Mortgage approvals in the UK have fallen year-on-year as homebuyers put off their decisions amid political uncertainty, new data has revealed.
The number of mortgages approved by the main high street banks in February was 2.2 per cent lower than the same month in 2018, the finance and business services body UK Finance said today.
Remortgage approvals were 6.6 per cent lower, following several months of strong growth in remortgaging as customers took advantage of a competitive mortgage market offering attractive deals.
Overall gross mortgage lending was lower in February than it was in January, falling to £19.1bn from £22.5bn the month before, as the market failed to recover from its usual Christmas slump.
However, gross mortgage lending across the residential market in February was £19.1bn, 2.5 per cent higher than the same month in 2018.
Howard Archer, chief economic advisor to the EY ITEM Club, said: “February’s drop in mortgage approvals to a near six-year low adds to recent indications that heightened economic and Brexit uncertainties are weighing down on the housing market.”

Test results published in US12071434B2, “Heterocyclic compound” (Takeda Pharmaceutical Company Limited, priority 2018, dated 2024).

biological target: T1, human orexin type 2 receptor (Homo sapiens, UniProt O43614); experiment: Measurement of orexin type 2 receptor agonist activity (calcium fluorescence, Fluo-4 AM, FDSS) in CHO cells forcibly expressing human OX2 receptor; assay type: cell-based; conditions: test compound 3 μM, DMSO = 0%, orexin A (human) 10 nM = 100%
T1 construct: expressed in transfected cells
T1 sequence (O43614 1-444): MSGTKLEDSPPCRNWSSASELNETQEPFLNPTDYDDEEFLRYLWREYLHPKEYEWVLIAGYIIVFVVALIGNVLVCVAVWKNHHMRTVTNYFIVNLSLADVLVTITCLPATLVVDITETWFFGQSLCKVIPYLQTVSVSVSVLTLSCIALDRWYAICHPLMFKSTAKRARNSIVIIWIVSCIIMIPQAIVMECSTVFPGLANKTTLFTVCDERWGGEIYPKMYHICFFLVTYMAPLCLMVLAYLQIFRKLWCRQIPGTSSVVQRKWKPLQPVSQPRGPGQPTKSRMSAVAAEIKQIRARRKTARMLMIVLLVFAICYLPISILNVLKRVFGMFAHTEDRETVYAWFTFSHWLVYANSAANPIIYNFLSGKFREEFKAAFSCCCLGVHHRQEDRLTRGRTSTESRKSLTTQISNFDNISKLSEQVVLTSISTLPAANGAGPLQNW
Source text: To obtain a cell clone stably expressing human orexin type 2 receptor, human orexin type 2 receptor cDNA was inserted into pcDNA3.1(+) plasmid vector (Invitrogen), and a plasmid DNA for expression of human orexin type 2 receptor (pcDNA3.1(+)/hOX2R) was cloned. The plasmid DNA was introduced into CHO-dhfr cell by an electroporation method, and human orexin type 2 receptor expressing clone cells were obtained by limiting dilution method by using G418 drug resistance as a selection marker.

The market was also suffering under “relatively limited consumer purchasing power – despite recent improvement – after an extended squeeze, fragile consumer confidence and wariness over higher interest rates,” he said.
Managing director of lifetime mortgage provider Responsible Lending, Keith Haggart, said: “The feeding frenzy of remortgaging to lock in low rates is a distant memory now but the determination of buyers remains.”
He said: “The suspicion is that first-time buyers in particular are still moving heaven and Earth to get on the ladder while they can take advantage of some of the most generous government incentives in living memory.”